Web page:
Developer bids to axe social housing from Kirkcaldy project as costs spiral
and live on Freeview channel 276
As part of the deal, Fife Council required the housebuilders to ensure five of the proposed dwellings in the ex-council offices were affordable - either by way of mid-market rent or low-cost ownership - but would not provide any funding towards this, nor would any social landlord such as a housing association.
While they initially put up resistance, Mackay & Stenhouse relented and entered into a Section 75 agreement with Fife Council, making the affordable homes requirement legally binding.
However, in a new application to the local authority, the firm is seeking to instead pay Fife Council an affordable housing contribution of just under £32,000.
In total, the five flats were given an estimated market value of over £500,000 - more than 15 times the payment being offered.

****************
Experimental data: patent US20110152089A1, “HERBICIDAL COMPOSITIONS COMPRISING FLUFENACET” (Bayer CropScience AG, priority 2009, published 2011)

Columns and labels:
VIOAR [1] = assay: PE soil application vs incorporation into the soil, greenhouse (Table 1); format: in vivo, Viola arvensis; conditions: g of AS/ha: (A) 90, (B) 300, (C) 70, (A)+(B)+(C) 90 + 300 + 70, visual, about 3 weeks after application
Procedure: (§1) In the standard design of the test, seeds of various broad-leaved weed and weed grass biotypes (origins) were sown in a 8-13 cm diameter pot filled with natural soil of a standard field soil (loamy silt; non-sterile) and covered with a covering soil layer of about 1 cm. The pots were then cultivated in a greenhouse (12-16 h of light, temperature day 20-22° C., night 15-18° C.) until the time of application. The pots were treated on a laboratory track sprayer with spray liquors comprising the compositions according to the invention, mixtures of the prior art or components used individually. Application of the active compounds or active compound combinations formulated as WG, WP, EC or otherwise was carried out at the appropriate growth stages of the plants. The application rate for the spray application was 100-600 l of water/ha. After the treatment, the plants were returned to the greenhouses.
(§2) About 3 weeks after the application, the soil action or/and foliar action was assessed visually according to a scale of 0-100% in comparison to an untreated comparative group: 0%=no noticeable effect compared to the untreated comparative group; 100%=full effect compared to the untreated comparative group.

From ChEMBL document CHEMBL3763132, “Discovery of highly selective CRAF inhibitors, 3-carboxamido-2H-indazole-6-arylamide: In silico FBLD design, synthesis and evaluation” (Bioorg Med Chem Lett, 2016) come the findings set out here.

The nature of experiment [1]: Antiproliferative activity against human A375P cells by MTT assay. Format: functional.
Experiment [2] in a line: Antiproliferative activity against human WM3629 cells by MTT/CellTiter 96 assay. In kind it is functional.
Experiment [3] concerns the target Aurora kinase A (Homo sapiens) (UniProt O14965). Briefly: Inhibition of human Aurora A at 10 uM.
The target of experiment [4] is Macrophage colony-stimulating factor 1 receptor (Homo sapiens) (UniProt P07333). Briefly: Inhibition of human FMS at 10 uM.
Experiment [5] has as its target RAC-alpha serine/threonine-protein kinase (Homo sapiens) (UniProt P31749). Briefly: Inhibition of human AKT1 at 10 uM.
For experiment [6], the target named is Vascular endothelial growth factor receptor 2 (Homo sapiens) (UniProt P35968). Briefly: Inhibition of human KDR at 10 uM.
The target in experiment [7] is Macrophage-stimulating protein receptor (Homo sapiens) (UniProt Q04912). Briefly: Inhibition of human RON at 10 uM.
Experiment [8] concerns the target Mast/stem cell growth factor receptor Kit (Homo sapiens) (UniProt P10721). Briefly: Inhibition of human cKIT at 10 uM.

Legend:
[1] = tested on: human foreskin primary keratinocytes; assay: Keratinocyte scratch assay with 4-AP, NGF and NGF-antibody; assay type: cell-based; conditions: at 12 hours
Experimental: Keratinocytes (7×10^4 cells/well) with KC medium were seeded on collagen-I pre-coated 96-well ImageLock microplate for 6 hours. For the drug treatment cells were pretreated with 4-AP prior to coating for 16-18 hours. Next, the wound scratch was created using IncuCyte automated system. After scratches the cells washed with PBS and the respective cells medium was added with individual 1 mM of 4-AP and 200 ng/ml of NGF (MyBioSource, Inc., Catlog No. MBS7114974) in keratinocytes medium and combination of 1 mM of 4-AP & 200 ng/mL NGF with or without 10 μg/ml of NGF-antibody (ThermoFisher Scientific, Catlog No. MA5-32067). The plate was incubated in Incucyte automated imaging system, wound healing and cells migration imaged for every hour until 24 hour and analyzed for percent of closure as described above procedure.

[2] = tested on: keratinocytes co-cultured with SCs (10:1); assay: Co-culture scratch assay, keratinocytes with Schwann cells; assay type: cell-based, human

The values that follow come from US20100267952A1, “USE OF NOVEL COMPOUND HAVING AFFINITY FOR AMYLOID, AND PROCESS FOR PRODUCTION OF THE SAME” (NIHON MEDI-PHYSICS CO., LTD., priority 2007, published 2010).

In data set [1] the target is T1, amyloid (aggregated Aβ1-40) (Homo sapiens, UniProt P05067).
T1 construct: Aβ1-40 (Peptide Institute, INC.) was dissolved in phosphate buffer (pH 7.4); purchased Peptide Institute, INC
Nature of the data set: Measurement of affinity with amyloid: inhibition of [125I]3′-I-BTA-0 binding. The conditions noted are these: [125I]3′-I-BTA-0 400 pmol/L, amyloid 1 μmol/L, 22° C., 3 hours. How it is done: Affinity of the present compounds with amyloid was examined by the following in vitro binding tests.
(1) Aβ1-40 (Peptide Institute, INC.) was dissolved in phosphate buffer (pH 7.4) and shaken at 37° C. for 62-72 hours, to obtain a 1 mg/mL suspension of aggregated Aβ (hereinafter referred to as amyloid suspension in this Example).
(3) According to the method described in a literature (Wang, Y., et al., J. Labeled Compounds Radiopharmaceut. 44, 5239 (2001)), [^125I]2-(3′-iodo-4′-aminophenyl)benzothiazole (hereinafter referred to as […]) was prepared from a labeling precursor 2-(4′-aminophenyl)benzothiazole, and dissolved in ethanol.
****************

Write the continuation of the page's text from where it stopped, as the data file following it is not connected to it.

Previous analysis suggests that Mackay & Stenhouse would need to sell the discounted flats at an average of 20% below their market value to have them qualify as "affordable" - and rising project costs made this "no longer viable", according to an email between the firm and Fife Council planners.
In the exchange, the council said the housing department would be willing to accept the £31,950 payment in lieu of affordable homes because of the difficulties associated with preparing the building for construction.
However, the request must be approved by planning officers before it can be put in place.
A decision is expected before the end of March.
The new homes mark the continued development of the area with a new gym set now open on the site of former Norman Rollo car showroom, adjacent to it.
Forth House building dates back to 1860 and was a former linen weaving factory, built by the Jeffrey family.